Swimming in him, she lets him close over her head,
take her breathless, air becoming wine.
Watching her, his eyes go dark as water from earth-deep:
as if she leaned into his eyes, the light behind her.
His body warms her garden scents and rain;
as her reflection fades from the glass.

Sixteen, Seventeen

Times, they fill the spacious limits of the house
trial running the presences they almost have.
Such sorceresses, these daughters.
They shape-shift: bird-girls go snakey,
eyes sly-lidded, insect lips, their music
cackling the grey weary dust from the mortar,
breaking the bovine cups and inherited china
with their flung hair's coronal
their skirt's strident electricity.
The kitchen fizzes.
The whole groaning window puffs out its panes
to explosion        and  I craning outward
to night-sky see nothing -  no dancing daughters -
only two silent sharp lights that speed vertical
urgent, North to magnetic South, with no whisper
to mend the shocked garden.

Pale times, I have seen them slide under doors
in etiolated shadows, old white shoe prints
stepped out flat and exhausted.
And times of such brittle containments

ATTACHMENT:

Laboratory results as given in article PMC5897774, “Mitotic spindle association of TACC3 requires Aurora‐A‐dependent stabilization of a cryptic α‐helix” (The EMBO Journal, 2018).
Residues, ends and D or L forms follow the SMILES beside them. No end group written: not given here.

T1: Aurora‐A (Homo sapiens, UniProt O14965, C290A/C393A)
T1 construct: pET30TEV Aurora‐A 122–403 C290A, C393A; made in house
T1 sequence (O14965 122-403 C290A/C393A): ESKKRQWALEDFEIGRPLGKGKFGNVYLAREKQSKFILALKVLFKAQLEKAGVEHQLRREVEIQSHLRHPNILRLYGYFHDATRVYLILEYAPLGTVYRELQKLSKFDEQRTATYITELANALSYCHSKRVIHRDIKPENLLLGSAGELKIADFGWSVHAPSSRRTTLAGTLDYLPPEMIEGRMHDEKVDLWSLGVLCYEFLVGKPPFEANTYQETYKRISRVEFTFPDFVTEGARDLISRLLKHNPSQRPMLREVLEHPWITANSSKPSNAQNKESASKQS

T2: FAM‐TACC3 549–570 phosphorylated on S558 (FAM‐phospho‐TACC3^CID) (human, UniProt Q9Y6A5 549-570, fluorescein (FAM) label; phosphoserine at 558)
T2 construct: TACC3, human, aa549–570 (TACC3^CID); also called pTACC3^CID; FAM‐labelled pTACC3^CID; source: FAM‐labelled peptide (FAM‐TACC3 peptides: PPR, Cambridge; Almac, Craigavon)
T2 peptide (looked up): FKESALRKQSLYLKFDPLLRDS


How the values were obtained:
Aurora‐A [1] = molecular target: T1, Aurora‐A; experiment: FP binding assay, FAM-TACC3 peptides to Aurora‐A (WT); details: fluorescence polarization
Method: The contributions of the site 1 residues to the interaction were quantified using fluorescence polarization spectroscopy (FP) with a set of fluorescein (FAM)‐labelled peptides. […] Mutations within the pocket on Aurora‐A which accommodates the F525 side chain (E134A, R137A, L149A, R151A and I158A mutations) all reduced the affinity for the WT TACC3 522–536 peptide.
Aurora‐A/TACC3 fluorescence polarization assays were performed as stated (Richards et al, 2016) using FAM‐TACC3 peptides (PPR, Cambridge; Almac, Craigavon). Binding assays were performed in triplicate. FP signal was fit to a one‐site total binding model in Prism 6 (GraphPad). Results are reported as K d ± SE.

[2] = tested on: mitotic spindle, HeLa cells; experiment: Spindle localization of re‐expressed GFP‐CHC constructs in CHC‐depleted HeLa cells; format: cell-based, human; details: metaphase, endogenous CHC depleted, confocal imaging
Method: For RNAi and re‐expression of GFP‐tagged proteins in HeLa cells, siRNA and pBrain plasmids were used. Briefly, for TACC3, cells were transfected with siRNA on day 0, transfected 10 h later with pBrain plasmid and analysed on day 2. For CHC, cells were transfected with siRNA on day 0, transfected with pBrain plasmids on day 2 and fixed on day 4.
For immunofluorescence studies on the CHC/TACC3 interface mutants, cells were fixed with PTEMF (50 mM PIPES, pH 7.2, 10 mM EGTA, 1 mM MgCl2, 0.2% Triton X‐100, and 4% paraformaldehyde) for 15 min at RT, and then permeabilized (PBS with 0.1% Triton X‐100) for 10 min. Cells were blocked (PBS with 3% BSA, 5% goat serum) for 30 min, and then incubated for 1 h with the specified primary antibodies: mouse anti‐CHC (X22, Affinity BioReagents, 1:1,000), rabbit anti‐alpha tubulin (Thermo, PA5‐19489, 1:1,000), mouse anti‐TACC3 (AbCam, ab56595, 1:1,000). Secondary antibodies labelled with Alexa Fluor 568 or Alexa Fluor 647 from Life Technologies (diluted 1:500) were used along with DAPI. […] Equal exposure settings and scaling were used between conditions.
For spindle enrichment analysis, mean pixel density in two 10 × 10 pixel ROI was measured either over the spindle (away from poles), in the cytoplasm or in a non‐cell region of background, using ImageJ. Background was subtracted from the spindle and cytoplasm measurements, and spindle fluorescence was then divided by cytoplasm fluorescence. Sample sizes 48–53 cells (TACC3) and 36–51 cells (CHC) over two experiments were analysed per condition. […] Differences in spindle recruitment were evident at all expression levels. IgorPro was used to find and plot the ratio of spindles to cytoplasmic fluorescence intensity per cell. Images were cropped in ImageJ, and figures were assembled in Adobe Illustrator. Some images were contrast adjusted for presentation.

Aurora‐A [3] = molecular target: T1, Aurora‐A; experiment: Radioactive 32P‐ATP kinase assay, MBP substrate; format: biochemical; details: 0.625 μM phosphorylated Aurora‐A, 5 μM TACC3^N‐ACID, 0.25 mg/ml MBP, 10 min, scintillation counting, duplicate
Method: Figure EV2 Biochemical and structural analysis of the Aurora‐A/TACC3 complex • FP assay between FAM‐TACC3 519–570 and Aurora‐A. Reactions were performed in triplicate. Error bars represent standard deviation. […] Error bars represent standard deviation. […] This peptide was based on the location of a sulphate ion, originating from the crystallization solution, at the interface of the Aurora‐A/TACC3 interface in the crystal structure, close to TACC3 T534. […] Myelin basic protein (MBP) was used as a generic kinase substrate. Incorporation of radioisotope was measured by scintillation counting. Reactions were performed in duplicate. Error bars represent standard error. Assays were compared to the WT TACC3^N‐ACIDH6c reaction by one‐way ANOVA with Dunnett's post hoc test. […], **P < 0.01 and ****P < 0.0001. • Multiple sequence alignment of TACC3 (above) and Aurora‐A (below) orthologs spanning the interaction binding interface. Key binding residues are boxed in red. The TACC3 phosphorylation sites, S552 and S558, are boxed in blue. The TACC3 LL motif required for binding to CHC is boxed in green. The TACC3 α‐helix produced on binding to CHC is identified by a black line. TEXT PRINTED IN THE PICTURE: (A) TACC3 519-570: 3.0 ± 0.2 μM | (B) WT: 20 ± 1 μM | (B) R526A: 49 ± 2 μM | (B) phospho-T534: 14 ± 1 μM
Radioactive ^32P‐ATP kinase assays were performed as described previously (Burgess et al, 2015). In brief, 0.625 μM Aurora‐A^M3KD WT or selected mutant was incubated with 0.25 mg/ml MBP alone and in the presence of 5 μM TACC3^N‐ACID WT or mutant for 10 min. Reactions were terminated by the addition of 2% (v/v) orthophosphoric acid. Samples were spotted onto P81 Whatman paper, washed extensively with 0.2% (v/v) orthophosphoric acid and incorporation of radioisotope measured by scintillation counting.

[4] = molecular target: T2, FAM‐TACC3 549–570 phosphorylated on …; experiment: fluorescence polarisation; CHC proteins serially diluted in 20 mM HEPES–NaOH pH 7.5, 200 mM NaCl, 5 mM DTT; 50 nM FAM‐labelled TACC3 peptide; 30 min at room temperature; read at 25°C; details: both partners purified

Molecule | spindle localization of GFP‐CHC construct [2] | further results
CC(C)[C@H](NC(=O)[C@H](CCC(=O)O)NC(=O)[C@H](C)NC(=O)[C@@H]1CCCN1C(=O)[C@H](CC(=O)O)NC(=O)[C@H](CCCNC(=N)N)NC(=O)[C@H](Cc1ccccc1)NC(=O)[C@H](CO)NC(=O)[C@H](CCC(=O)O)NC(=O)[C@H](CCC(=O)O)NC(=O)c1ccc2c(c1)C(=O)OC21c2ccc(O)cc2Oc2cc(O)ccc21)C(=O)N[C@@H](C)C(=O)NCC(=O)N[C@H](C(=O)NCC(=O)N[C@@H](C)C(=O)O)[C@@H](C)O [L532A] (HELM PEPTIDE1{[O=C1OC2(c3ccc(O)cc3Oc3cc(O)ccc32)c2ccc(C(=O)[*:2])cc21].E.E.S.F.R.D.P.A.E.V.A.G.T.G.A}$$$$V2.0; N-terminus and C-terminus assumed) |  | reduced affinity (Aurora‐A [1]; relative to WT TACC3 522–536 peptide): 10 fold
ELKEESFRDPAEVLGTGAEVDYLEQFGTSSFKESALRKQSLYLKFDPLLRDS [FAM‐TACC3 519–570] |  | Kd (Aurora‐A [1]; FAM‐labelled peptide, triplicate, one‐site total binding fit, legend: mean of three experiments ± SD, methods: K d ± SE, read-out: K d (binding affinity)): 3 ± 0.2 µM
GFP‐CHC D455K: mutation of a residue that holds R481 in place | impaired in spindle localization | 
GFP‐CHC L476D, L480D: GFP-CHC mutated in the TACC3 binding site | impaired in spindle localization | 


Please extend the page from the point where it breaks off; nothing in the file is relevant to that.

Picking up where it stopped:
of sorrow: thin glass, thin as the high searing note
stroked from the wineglass rim, glass thin
as the water-spider-house. Water-times when they lay
heads down in the tide's blue water-colour wash.

Such times acceleration. Made time and spare time
they have set the windmills humming
with their glances, sewn energy stitch by stitch
into their sculptured horoscopic coats.
They are such wonders.               They are women.

Night Terrors

His head thrown back, Dreams rattle him,
words babble out in foreignness,
as if this juddering sleep
has dumbed his mother-tongue.
I watch him under moonlight:
will this new dream tilt him
into flickering shadow dioramas,
where his open eyes see demons and genies
that hop their mocks and cold-sweat menaces